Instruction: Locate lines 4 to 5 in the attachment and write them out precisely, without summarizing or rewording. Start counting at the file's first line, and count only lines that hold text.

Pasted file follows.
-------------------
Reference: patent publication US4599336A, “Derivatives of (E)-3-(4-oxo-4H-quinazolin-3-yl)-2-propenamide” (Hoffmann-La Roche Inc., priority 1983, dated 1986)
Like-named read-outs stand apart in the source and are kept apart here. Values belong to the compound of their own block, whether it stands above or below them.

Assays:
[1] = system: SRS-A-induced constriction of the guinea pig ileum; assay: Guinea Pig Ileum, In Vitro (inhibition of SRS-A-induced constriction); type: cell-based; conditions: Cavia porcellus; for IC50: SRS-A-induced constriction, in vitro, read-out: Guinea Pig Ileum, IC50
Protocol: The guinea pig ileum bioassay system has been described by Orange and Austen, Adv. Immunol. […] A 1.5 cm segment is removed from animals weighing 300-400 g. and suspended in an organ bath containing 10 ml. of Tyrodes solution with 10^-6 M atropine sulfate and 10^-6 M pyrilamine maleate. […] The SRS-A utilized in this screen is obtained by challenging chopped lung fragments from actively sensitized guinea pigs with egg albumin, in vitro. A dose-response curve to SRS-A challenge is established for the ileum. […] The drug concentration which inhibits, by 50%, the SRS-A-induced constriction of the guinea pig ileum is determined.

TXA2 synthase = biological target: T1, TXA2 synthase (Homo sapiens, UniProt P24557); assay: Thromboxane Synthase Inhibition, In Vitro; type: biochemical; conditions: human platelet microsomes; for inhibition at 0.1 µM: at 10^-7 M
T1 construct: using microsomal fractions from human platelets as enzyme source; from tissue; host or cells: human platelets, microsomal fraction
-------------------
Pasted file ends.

[1] = system: SRS-A-induced constriction of the guinea pig ileum; assay: Guinea Pig Ileum, In Vitro (inhibition of SRS-A-induced constriction); type: cell-based; conditions: Cavia porcellus; for IC50: SRS-A-induced constriction, in vitro, read-out: Guinea Pig Ileum, IC50
Protocol: The guinea pig ileum bioassay system has been described by Orange and Austen, Adv. Immunol. […] A 1.5 cm segment is removed from animals weighing 300-400 g. and suspended in an organ bath containing 10 ml. of Tyrodes solution with 10^-6 M atropine sulfate and 10^-6 M pyrilamine maleate. […] The SRS-A utilized in this screen is obtained by challenging chopped lung fragments from actively sensitized guinea pigs with egg albumin, in vitro. A dose-response curve to SRS-A challenge is established for the ileum. […] The drug concentration which inhibits, by 50%, the SRS-A-induced constriction of the guinea pig ileum is determined.